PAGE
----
The ties of brotherhood were most sacred with the old Scandinavians; a brotherless man was a sort of orphan, cp. the proverb, berr er hverr á baki nema sér bróður eigi; to revenge a brother's slaughter was a sacred duty; nú tóku þeir þetta fastmælum, at hvárr þeirra skal hefna annars eðr eptir mæla, svá sem þeir sé sambornir bræðr, Bjarn. 58: the word bróðurbani signifies a deadly foe, with whom there can be no truce, Hm. 88, Sdm. 35, Skm. 16, Hdl. 28; instances from the Sagas, Dropl. S. (in fine), Heiðarv. S. ch. 22 sqq., Grett. S. ch. 50. 92 sqq., E ch. 23, Ld. ch. 53 sqq., etc. The same feeling extended to foster-brotherhood, after the rite of blending blood has been performed; see the graphical descriptions in Fbr. S. (the latter part of the Saga), Gísl. ch. 14 sqq., etc. The universal peace of Fróði in the mythical age is thus described, that 'no one will draw the sword even if he finds his brother's slayer bound,' Gs. verse 6; of the slaughter preceding and foreboding the Ragnarök (the end of the world) it is said, that brothers will fight and put one another to death, Vsp. 46.

II. metaph.: 1. in a heathen sense; fóst-bróðir, foster-brother, q. v.; eið-bróðir, svara-bróðir, 'oath-brother;' leik-bróðir, play-brother, play-fellow: concerning foster-brothership, v. esp. Gísl. ii, Fbr., Fas. iii. 375 sqq., Hervar. S., Nj. 39, Ls. 9, the phrase, blanda blóði saman. 2. in a Christian sense, brother, brethren, N. T., H. E., Bs. β. a brother, friar; Svörtu-bræðr, Blackfriars; Berfættu-bræðr, q. v.; Kórs-bræðr, Fratres Canonici, Bs., etc.

COMPDS: I. sing., bróður-arfr, m. a brother's inheritance, Orkn. 96, Fms. ix. 444. bróður-bani, a, m. a brother's bane, fratricide, Ld. 236, Fms. iii. 21, vide above. bróðiir-baugr, m. weregild due to the brother, N. G. L. i. 74. bróður-blóð, n. a brother's blood, Stj. 42. Gen. iv. 10. bróður-bætr, f. pl. weregild for a brother, Lv. 89. bróður-dauði, a, m. a brother's death, Gísl. 24. bróður-deild, f. = bróðurhluti, Fr. bróður-dóttir, f. a brother's daughter, niece, Grág. i. 170, Nj. 177; bróðurdóttur son, a brother's son, N. G. L. i. 76. bróður-dráp, n. the slaying of a brother, Stj. 43, Fms. v. 290. bróður-gildr, adj. equal in right (inheritance) to a brother, Fr. bróður-gjöld, n. pl. = bróður-bætr, Eg. 312. bróður-hefnd, f. revenge for the slaying of a brother, Sturl. ii. 68. bróður-hluti, a, m. the share (as to weregild or inheritance) of a brother, Grág. ii. 175. bróður-kona, u, f. a brother's wife, K. Á. 142. bróöur-kván, f. id., N. G. L. i. 170. bróður-lóð, n. a brother's share of inheritance. bróður-son, m. a brother's son, nephew, Nj. 122, Grág. i. 171, Gþl. 239, 240; bróðursona-baugr, Grág. ii. 179. II. pl., bræðra-bani, v. bróðurbani, Fbr. 165. bræðra-búr, n. a friar's bower in a monastery, Dipl. v. 18. bræðra-börn, n. pl. cousins (agnate), Gþl. 245. bræðra-dætr, f. pl. nieces(of brothers), Gþl. 246. bræðra-eign, f. property of brothers, Gísl. 17. bræðra-garðr, in. a 'brothers-yard,' monastery, D. N. bræðra-lag, n. fellowship of brethren, in heathen sense = fóstbræðralag, Hkr. iii. 300; of friars, H. E., D. I.; brotherhood, Pass. 9. 6. bræðra-mark, n. astron., the Gemini, Pr. 477. bræðra-skáli, a, m. an apartment for friars, Vm. 109. bræðra-skipti, n. division of inheritance among brothers, Hkr. iii. 52, Fas. i. 512. bræðra-synir, m. pl. cousins (of brothers), Gþl. 53.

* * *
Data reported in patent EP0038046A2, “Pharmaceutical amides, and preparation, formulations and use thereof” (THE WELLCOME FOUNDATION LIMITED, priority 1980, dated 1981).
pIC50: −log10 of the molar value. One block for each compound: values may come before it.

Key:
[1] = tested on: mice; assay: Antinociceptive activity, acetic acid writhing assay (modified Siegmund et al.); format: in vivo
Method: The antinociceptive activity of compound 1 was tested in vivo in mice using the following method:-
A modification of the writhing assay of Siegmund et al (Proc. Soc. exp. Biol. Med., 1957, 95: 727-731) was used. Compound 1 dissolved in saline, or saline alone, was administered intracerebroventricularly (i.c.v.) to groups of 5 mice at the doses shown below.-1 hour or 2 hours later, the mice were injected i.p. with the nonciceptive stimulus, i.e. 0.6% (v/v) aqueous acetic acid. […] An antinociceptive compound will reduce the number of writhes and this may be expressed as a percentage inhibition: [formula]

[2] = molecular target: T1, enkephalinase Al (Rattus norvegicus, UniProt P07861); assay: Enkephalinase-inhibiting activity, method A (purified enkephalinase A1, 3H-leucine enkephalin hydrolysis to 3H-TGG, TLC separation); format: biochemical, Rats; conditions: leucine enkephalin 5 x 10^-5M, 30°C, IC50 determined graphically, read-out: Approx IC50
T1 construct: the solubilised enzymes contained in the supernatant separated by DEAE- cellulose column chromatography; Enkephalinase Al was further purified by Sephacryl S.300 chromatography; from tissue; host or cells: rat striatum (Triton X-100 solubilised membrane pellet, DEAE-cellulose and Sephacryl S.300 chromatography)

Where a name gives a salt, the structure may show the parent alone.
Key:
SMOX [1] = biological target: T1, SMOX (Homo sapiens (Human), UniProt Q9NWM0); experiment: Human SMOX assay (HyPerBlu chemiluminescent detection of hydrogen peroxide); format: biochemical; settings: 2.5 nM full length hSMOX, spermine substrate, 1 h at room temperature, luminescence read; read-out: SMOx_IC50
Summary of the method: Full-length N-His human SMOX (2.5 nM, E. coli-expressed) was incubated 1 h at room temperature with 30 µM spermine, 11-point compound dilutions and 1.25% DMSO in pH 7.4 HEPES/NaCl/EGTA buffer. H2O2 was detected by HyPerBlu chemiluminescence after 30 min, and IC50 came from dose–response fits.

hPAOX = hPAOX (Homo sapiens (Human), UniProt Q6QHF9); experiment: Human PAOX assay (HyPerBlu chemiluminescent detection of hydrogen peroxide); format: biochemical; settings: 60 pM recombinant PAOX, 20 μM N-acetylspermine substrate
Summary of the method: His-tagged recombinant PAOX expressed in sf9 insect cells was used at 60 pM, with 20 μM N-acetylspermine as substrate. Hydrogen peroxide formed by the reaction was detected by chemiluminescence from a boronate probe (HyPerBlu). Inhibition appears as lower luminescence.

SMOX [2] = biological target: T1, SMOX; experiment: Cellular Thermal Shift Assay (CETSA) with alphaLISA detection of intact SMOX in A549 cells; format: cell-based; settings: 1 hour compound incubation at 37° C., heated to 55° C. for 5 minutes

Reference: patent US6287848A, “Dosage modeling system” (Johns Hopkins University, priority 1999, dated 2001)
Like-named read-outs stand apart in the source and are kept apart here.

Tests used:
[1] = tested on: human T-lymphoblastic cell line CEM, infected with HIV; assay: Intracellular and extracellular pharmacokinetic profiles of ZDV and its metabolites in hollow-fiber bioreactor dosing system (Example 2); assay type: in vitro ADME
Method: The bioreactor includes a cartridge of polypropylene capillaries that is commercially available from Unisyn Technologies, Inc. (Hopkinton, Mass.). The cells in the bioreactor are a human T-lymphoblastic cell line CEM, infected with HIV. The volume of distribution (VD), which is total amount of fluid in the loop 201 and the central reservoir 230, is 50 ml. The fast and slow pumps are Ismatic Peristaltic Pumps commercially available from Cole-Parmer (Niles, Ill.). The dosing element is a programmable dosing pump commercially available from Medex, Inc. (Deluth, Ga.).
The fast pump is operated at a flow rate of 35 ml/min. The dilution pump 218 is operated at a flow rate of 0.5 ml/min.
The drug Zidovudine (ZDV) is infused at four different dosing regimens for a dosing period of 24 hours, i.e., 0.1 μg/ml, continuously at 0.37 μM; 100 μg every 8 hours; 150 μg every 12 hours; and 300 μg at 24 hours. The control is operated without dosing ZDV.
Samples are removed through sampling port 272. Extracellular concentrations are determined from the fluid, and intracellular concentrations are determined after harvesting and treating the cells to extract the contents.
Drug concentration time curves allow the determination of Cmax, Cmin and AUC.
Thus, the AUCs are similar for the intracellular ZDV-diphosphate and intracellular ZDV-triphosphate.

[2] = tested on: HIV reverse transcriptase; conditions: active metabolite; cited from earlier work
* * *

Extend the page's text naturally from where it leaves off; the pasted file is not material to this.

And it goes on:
bróður-ligr, adj. brotherly, Fms. ii. 21, Hom. 26.